And finally there is Lee. At this point, she probably knows she can’t win. But, like Porter and Schiff, she gave up her House seat to run, so she is committed. Lee does have some unique advantages in the second debate, such as being the only local candidate to be in it, as she’s from Oakland and the other three are in SoCal. But, with her getting a decent 7% in recent polls, as well as still leading in having the most endorsements, Lee could prove to be the spoiler for Porter and allow Garvey to go in. She’s far left and will continue to grab supporters there, an area usually reserved for Porter, who is stuck in the middle of the Democratic ideologies of Lee and Schiff.

The second Senate debate

The importance of the debate is also not lost on elections experts.

Congresswoman Katie Porter at the 2024 USC U.S. Senate Debate (Photo: Evan Symon for California Globe)

“This will be the most important day in the election,” said Stephanie Lewis, a pollster in Southern California, to the Globe on Tuesday. “This is the last day before vote by-mail ballots go out, so this will be fresh in everyone’s minds. In fact, don’t be surprised to hear that fact from candidates next week, because there will likely be voters with their ballots open watching TV or their screens.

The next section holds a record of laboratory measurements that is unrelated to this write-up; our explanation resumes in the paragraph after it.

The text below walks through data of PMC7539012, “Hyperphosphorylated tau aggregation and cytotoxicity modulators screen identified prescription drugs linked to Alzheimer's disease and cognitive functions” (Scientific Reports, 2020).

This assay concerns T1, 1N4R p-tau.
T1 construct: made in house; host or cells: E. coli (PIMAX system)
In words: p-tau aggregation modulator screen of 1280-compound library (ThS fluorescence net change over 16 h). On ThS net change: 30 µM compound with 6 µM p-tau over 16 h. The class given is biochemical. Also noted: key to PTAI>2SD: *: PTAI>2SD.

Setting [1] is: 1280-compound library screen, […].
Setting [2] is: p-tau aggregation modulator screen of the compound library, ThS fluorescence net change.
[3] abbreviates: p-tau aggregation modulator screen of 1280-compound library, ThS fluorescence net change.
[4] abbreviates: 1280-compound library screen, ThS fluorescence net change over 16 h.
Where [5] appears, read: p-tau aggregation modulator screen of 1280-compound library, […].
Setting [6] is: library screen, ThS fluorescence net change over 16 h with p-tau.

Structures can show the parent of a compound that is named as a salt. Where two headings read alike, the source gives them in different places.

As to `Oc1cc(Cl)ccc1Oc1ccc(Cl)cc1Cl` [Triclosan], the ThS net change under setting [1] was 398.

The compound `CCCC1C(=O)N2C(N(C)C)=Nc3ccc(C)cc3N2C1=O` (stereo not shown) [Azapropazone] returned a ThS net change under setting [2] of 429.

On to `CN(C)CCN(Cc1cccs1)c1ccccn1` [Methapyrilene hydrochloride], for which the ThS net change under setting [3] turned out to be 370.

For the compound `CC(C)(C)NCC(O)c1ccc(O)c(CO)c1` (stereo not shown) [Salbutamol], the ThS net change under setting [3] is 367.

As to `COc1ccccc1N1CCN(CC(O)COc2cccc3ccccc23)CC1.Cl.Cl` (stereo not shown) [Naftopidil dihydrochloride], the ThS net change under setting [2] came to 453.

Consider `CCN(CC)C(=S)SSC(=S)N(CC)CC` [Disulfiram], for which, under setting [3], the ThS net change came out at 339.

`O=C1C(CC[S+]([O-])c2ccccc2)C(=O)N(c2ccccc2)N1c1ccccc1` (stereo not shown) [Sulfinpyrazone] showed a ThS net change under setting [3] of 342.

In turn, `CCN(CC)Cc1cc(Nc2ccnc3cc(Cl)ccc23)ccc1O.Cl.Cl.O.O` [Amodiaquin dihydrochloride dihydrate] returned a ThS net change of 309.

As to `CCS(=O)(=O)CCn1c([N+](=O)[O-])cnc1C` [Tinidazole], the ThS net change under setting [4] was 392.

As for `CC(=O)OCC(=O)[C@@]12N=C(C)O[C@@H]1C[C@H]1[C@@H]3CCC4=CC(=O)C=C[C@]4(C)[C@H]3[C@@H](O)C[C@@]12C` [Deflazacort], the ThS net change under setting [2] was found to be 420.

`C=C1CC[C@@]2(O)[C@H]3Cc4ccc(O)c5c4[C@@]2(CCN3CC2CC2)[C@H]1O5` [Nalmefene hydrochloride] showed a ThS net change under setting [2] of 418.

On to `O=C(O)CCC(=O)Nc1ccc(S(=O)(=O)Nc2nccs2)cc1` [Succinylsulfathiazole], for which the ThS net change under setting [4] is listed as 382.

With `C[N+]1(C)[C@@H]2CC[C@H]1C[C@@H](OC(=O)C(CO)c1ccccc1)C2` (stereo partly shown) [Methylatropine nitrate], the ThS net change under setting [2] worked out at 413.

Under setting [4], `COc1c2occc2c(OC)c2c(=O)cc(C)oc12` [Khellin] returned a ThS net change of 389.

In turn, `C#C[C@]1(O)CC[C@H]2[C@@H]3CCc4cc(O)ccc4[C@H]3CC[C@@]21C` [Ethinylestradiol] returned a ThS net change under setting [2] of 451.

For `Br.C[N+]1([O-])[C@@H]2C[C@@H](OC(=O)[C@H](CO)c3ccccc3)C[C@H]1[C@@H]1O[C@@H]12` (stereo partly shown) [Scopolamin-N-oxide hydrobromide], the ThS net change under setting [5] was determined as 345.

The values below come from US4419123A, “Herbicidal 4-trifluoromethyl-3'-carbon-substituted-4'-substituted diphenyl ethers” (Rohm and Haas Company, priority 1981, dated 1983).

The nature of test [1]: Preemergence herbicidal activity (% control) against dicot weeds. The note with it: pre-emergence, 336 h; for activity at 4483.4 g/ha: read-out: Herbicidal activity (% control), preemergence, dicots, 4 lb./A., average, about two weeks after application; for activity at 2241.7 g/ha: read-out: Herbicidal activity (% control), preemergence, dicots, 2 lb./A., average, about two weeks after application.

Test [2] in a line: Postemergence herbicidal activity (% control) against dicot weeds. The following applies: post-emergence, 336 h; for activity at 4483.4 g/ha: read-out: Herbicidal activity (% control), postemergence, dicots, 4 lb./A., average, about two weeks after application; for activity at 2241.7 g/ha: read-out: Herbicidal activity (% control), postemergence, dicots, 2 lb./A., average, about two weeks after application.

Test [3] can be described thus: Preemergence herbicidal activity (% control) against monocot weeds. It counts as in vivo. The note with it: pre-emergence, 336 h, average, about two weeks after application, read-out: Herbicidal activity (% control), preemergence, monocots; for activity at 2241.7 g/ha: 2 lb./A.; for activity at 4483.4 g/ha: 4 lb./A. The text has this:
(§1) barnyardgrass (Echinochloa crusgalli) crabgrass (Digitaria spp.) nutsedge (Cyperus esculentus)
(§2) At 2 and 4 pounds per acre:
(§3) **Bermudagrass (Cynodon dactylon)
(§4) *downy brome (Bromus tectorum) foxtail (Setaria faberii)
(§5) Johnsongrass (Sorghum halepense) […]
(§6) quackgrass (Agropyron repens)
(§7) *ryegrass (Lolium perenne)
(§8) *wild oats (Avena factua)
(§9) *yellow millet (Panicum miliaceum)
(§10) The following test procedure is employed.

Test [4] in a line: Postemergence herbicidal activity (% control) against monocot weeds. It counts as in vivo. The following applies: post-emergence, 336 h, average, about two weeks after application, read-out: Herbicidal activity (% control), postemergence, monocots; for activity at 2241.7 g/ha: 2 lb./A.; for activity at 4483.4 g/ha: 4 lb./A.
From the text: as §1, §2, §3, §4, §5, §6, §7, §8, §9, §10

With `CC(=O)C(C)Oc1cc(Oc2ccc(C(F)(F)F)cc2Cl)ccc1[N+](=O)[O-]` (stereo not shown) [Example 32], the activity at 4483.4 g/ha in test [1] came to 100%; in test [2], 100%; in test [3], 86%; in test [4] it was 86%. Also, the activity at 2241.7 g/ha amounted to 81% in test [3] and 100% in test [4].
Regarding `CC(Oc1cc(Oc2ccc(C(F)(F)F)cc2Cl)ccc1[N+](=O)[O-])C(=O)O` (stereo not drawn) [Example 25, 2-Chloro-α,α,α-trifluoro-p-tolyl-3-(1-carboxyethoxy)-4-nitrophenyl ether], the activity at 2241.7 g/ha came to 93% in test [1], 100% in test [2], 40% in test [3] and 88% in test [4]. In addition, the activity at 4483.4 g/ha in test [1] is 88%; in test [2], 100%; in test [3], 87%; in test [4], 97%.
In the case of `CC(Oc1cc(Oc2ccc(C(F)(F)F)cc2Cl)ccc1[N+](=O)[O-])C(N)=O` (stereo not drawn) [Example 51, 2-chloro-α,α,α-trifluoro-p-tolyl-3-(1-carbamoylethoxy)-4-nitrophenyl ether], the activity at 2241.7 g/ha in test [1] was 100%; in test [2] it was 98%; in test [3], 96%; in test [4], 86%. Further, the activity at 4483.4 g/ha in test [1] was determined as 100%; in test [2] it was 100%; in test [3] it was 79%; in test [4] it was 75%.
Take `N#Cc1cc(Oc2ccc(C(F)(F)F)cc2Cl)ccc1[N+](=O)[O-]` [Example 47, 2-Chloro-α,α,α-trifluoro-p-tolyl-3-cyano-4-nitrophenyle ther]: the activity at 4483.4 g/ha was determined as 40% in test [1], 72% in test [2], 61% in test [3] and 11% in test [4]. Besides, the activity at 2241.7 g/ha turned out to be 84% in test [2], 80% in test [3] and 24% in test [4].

“Schiff doesn’t want Porter in because that will prove to be a very costly race, but he also doesn’t want Garvey in because that fact that he will be there will show that the GOP is still alive and kicking in California. And if they do surprisingly well, it could show, gasp, improvement from GOP candidates. Garvey and Porter, meanwhile, just both want to be in. And Lee? Well, like Schiff, who she goes after more will show not support, but how they want to hurt Schiff.

“With Porter, like I said, there would be a loss of a ton of money on both sides. The Dems would cannibalize themselves since this is an open race. It won’t be like Feinstein facing Democrats and still doing well. With Garvey, Schiff would be embarrassed if he did too well. Or, worst case for him, if he had a scandal and Garvey managed to get one hell of a darkhorse victory over him. Schiff would be ruined. For the GOP, that’s a bit of wishful thinking, but having Garvey get above 40% and win parts of his former House district would certainly damper his standing.

“It will be one crazy hour on Monday.”

The Globe will have coverage of the debate on Monday similar to their coverage of the first debate last month.

Print Friendly, PDF & Email
Evan Symon
Spread the news:


Leave a Reply

Your email address will not be published. Required fields are marked *